“The Disappearance Of Alice Creed” is not a horror film. Let’s get that out of the way up front. It is, however, dark and gritty enough to be enjoyed by fans of the genre. A quick glance at the back side of the artwork and one may expect a torture film. There is none of that to be had, so if that’s what you’re looking for, you may want to look elsewhere. “Alice Creed” is more of a character study than anything. A look at how people’s relationships, dictate the way they handle bad situations.
The story follows Vic and Danny, as they execute a plan they formulated in prison, to kidnap a rich man’s daughter for the amount of two million dollars. The tension throughout the entire film is very thick. The opening scene follows Vic and Danny as they prepare for the act. This scene basically sets the tone for the entire film, as strange as it sounds. Simple things like pushing a shopping cart through a department store, and assembling a bed are handled with such a sense of determination, that you can tell right away that this duo are up to no good.
One of the most exceptional things about “Alice Creed” is that it doesn’t rely on nonsensical plot twists like most films of this nature. Yes, there are twists, and shocking reveals, but they occur long before the end, and the film isn’t based around the entire concept. There is no shocking ending here, it’s probably what you suspect will happen from the jump, but by the end you’ve learned so much about the characters, and have become so attached that the ending packs a punch, whether you suspected it or not. Too often, a film that is written around the concept of a plot twists, fails to pay enough attention to the rest of the film. It leaves viewers impatient, and spending the runtime figuring out your twist in their head. It’s a inspiring to see that there are still filmmakers out there that can weave you through intricate plot details without making it feel too much like a set-up.
The cast is a small one, consisting of only three actors, all of which are outstanding. Martin Compston, and Eddie Marsan mesh fantastically as the seasoned criminal veteran and his young protege. The chemistry between the two actors is what initially sucks you into the film. However, the introduction of Alice Creed, played pitch-perfect by the naturally beautiful Gemma Arterton, makes it impossible for you to look away for the rest of the film. Gemma is a stunning beauty, and a remarkable actress. Her range of emotions throughout the film is nothing short of mesmerizing.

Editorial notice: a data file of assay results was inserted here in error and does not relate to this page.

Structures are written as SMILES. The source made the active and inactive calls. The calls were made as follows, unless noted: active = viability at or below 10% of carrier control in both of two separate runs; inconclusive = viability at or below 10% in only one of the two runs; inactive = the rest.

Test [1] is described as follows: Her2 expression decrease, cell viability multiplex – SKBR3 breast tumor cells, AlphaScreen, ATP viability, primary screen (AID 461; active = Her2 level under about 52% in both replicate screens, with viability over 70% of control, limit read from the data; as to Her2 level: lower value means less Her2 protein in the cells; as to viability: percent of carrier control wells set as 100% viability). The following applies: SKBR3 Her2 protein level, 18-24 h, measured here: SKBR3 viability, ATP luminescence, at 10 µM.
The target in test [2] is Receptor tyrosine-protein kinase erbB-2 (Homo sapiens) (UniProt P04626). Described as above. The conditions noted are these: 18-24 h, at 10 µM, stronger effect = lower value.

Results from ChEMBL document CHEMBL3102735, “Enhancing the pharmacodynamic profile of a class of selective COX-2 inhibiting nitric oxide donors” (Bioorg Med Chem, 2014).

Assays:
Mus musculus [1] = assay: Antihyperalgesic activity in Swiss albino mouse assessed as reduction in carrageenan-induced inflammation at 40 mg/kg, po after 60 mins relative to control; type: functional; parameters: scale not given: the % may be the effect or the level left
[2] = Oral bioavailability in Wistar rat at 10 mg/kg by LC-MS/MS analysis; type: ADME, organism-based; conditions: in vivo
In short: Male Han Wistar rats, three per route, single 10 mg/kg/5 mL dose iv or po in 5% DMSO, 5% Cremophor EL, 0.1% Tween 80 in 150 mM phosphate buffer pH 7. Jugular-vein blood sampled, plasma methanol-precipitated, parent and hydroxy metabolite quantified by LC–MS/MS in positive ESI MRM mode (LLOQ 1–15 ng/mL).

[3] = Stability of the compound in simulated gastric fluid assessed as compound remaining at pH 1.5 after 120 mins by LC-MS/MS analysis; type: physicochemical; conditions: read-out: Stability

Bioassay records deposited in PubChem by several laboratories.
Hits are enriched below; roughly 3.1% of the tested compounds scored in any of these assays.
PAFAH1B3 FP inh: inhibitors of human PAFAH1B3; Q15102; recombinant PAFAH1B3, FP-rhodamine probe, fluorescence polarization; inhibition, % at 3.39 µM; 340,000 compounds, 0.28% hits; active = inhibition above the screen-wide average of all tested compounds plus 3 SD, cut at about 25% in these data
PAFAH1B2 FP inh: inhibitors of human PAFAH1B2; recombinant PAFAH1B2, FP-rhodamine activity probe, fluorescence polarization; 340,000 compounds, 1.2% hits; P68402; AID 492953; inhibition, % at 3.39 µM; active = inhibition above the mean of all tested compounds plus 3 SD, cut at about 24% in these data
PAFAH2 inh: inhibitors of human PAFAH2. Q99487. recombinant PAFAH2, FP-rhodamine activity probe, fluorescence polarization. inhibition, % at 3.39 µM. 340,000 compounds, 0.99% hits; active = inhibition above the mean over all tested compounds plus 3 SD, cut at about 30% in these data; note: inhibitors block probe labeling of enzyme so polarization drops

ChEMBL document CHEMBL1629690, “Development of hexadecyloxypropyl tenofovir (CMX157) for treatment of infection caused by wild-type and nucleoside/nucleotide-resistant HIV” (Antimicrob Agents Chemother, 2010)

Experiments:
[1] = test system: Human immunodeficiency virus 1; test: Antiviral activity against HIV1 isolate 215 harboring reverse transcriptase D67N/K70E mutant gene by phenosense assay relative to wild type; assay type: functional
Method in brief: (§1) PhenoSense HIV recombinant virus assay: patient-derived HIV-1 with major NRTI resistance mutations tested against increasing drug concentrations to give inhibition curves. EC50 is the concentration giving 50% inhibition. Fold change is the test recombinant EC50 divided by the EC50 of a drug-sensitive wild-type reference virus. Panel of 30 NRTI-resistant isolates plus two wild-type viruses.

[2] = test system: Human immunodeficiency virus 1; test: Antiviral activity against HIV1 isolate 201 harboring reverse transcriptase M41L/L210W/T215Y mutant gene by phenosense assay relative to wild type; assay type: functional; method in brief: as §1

The writing plays a key role in the success of the film, as well. The plan to kidnap Alice is a complicated one, to say the least. Each and every little detail to ensure the success of the mission has been outlined. These are things that are generally left out of such stories. Simple little details such as changing clothes for each activity and what to do with the clothes you took off. Installing metal hooks on the bed frame, for to use as handcuff anchors. These details are very easily ignored, especially when the writing pays so much attention to the characters. This is the feature film debut for writer/director J. Blakeson, and it solidifies his spot on the list of upcoming directors to pay attention to. Blakeson also wrote the sequel to “The Descent”, but after seeing “Alice Creed”, we’ll let him off the hook for that mess.
I expected your run of the mill crime thriller, as I popped the Blu-Ray in the player. Instead, I was treated to one of the most solid crime based character studies that I have seen for years. The writing is masterful, the acting is superb, and the story keeps you intrigued for the duration. I highly recommend “Alice Creed” to anyone who is a fan of the genre. Gemma Arterton will steal your heart as “Alice”, and have you seeking out her previous, and future films. I can’t praise her performance enough, nor can I praise her casting. In a world where most starlets fit a certain type cast, sickly skinny, with giant fake boobs, it was nice to see a woman with some curves on the screen. Just one of the many strong points for what I feel was one of the best films of 2010.